Quick disclaimer: Before I address this proposal, it’s important to remind anyone reading this thread that there are only two software developers on staff at FarmBot, and we’re still independently owned and operated (compare this to the company size of any other IoT product in your home). Sometimes when feature development moves slowly, people may conclude that we’re refusing to develop certain features. Oftentimes, it’s simply a matter of resource allocation. A good example is the criteria-based groups- it was released about a year ago (2020), but it has been on the roadmap since 2014. FarmBot in 2021 is still very much an underdog in the IoT space, and this isn’t necessarily a bad thing. Being small has helped us keep our interests aligned with users. Often this comes at the cost of feature development that is slower than anyone would hope for. I thank everyone in the community for their patience as we improve the product.

OK, now for a real response…

Concerning your “queues” idea - we are heavily considering this option. We haven’t written too much on this publicly, but we’ve spent hours/days discussing it, and it is probably the solution we are going to have moving forward. It won’t be exactly like the solution you are proposing, but it will be conceptually similar.

We have plans to overhaul the farm event system, including a “task manager” GUI that offers facilities to manage past and upcoming events. We’re also considering moving event scheduling into the API, allowing for more consistent scheduling and the ability to have “watchdog” alerts when events do not execute as expected. Example: Your bot can’t report a failure if it crashes or experiences SD card corruption currently, but this is very simple to do if the API is partially involved with task supervision.

With regards to regimens, you are absolutely right that they need some updates. There have been two factors that have kept us from allocating many resources to a Regimen system update. When we analyze real-world data of long-running devices, we find that most users are not using the Regimen system. Regimens are very popular with power users, but statistically, the average user prefers to use FarmEvents. Additionally, If you couple farm events with criteria-based point groups, it is possible to accomplish many of the same goals as regimens, at least in the interim, until more time is devoted to a Regimen overhaul.

I hope this answers your questions. Thanks for sharing your ideas with us!

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Thanks for your detailed response.

Have you considered users aren’t using Regimens because without a rework, they offer little value? As a power user, I find they offer me little because they do not fully work as intended.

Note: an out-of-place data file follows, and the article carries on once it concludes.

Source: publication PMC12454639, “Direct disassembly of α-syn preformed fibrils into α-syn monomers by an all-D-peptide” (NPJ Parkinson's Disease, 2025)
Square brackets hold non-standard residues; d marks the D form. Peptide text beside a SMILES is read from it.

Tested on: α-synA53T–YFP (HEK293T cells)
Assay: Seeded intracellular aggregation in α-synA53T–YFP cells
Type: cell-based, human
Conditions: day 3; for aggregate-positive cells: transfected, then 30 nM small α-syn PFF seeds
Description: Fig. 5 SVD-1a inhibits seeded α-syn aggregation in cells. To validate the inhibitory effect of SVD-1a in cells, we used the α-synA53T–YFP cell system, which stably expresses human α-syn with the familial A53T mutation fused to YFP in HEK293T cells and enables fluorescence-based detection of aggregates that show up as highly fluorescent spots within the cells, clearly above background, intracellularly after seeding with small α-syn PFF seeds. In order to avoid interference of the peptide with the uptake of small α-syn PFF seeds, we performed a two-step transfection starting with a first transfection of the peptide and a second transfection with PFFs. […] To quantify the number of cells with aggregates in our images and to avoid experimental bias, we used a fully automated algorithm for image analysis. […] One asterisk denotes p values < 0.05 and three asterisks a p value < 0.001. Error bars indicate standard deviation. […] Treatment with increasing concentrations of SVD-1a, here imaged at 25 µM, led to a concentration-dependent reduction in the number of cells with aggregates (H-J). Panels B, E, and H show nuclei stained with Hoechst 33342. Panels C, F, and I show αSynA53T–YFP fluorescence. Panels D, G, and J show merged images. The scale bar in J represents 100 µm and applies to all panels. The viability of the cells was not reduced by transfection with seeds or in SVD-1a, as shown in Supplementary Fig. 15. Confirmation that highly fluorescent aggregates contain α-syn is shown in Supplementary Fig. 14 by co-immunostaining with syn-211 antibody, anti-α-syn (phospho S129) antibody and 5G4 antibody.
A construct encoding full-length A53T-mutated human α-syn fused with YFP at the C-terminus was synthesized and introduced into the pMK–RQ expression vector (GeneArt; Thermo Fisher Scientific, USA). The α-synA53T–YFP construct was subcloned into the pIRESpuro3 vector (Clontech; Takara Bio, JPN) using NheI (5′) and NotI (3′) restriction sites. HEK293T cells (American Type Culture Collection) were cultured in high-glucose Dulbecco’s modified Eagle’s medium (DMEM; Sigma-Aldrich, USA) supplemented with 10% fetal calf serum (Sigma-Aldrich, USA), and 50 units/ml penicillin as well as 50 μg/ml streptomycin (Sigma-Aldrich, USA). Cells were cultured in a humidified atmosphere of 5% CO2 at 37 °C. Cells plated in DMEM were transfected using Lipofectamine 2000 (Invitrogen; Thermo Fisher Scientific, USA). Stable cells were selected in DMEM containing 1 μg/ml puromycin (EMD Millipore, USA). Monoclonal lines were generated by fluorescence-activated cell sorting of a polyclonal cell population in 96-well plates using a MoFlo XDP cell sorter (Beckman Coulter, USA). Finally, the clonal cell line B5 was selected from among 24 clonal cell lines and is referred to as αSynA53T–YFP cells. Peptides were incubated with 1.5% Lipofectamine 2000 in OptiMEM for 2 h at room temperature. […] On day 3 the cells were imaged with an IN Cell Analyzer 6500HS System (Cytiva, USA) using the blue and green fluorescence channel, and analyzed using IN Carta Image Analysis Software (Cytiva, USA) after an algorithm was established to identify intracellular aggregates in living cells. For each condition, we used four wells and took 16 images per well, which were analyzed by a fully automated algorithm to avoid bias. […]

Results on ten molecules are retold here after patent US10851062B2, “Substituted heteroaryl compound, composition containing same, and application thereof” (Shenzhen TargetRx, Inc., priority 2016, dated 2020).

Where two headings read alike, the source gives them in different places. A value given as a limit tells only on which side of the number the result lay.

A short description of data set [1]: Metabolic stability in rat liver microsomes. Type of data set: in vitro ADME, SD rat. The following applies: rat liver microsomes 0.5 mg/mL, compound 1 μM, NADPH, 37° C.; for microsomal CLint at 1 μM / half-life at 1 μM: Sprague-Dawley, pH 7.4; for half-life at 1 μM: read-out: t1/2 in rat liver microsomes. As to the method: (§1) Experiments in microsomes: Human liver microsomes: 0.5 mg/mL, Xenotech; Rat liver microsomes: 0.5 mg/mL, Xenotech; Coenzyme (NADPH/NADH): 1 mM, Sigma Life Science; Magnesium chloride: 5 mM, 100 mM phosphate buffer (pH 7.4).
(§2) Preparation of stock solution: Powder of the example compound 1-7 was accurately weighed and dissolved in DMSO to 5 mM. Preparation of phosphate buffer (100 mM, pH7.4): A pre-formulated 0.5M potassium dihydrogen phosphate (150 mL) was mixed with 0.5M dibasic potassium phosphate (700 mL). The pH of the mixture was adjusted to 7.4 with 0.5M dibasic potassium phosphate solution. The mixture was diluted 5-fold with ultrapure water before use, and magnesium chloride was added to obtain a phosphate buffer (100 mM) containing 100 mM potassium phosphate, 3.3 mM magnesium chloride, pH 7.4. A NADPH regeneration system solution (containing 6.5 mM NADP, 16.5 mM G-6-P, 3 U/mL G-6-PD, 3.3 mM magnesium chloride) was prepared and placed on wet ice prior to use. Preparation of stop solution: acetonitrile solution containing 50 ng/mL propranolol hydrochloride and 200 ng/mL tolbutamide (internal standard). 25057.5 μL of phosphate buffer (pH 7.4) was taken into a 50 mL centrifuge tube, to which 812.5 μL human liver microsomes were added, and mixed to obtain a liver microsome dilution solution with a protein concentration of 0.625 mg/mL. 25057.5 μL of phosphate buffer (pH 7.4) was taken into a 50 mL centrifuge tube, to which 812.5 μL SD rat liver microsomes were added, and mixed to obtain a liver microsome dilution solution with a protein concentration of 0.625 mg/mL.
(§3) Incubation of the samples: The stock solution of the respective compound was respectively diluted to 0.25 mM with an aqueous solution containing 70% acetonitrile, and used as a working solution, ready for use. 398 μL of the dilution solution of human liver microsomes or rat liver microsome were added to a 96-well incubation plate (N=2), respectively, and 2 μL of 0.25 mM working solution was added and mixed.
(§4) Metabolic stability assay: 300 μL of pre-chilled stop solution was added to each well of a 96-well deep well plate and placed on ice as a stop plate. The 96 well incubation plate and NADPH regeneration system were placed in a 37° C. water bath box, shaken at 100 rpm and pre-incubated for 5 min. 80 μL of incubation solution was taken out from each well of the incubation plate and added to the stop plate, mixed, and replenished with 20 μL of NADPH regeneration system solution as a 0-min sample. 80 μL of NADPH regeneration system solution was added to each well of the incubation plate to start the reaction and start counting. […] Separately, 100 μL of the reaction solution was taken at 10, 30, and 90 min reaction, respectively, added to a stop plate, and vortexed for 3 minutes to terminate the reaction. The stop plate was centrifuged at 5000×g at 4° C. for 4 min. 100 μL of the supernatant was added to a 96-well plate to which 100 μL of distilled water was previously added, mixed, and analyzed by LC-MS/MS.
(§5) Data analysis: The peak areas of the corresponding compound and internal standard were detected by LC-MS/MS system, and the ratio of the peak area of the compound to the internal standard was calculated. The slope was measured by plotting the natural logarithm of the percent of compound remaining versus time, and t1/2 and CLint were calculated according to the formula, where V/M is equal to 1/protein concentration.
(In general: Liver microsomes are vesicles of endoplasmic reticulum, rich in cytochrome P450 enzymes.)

My prime example is having a single Radish regimen that 10 groups of 3 radish plants use. With a Farm Event, I stagger the start date for each group but they all use the same regimen. The problem that arises is that they all use the same time-of-day to perform their tasks.

This fact, in combination with the scheduling mechanism, makes it so Regimens are not useful to me currently. So I will likely stop using regimens which only strengthens your belief they are not useful.

But you are wrong (respectfully). I think Regimens and Farm Events are probably the two killer features of FarmBot and users must be educated on their use. Give users some radish seeds with their kits and instruct them to grow staggered groups of radishes. They’ll quickly understand why regimens are so great.

But, one more thing that needs to be fixed is being able to specify which subsequences should loop and which shouldn’t (see Nested sequences and Plant Groups), because currently my bot is mounting and unmounting the watering nozzle for every single radish and there is no way around that at the moment!

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@mdingena I do agree that we are in a chicken-and-egg scenario with Regimens. With regards to the thread you’ve linked to, I’ve provided a response to your original post in the link, and hopefully, it gives you a better idea of how things work.

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To confirm, I have stopped using Regimens because of :point_up_2: this problem and switched to manually scheduling Farm Events with a guestimated time gap of 5 minutes between each event.


I hate it… I can’t even see for which plants the sequences are (Regimens showed you the Sequence name and below it, it showed which Regimen put that Sequence there).

Please considering giving Regimens the love they deserve. I know your resources are stretched really thin but Regimens are fundamental to FarmBot operation.